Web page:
Wet Leg thanked the Teenage Cancer Trust as they headlined the prestigious Royal Albert Hall just 18 months after playing 200-capacity venues.
The Isle of Wight indie rock duo inspired mass singalongs and even a rare mosh pit at the venerable west London venue.
Singer Rhian Teasdale told the crowd: “It’s very, very nice to be back in London and it’s very nice to be playing a gig for the Teenage Cancer Trust.”
This was the third in a week of fundraising gigs for the charity which have been held most years since they were founded by Roger Daltrey of The Who in 2000.
“I’m having a very good time, it’s so good to get the band back together, big it up for the Teenage Cancer Trust,” Teasdale said.
By the end of the gig most of those in the seats were on their feet dancing as Teasdale said: “This is just so strange. Thank you so much for having us, thank you for being the best audience ever.”
The band then played Chaise Longue, their debut single, to a rapturous reception, before leaving the stage, with Careless Whisper by Wham! playing as the crowd filed out.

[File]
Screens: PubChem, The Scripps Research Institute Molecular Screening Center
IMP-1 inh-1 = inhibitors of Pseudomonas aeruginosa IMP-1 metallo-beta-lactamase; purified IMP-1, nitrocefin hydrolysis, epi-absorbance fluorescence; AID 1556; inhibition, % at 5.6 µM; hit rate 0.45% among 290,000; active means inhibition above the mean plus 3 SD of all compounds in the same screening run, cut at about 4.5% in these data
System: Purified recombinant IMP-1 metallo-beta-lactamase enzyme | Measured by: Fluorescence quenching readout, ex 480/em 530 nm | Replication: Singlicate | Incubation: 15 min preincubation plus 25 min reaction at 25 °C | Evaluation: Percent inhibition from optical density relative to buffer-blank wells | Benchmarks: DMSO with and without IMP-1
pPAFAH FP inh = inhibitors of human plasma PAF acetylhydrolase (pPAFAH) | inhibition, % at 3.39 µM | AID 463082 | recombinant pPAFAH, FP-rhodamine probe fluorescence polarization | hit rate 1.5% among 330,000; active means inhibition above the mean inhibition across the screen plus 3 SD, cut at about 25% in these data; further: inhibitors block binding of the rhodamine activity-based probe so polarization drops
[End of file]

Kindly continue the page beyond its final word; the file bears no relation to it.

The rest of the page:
South London trio Honeyglaze opened the gig, followed by rising star CMAT, the extrovert Dublin singer-writer Ciara Mary-Alice Thompson and her band.
They inspired enough screams and waved mobile phone torches on songs such as I Wanna Be a Cowboy, Baby, to suggest she is likely to be back headlining sooner rather than later.
A short film was shown about young cancer survivor Callum from Manchester, and he then appeared on stage with other teenagers and gave a moving speech about how the disease does not define him, and praising the way the charity helped him through the toughest of times.
The week of fundraising gigs began on Monday with Underworld and continues with Jake Bugg on Thursday, The Courteeners on Friday, Kasabian on Saturday and ends on Sunday with Daltrey and friends including Richard Ashcroft and Joan Armatrading.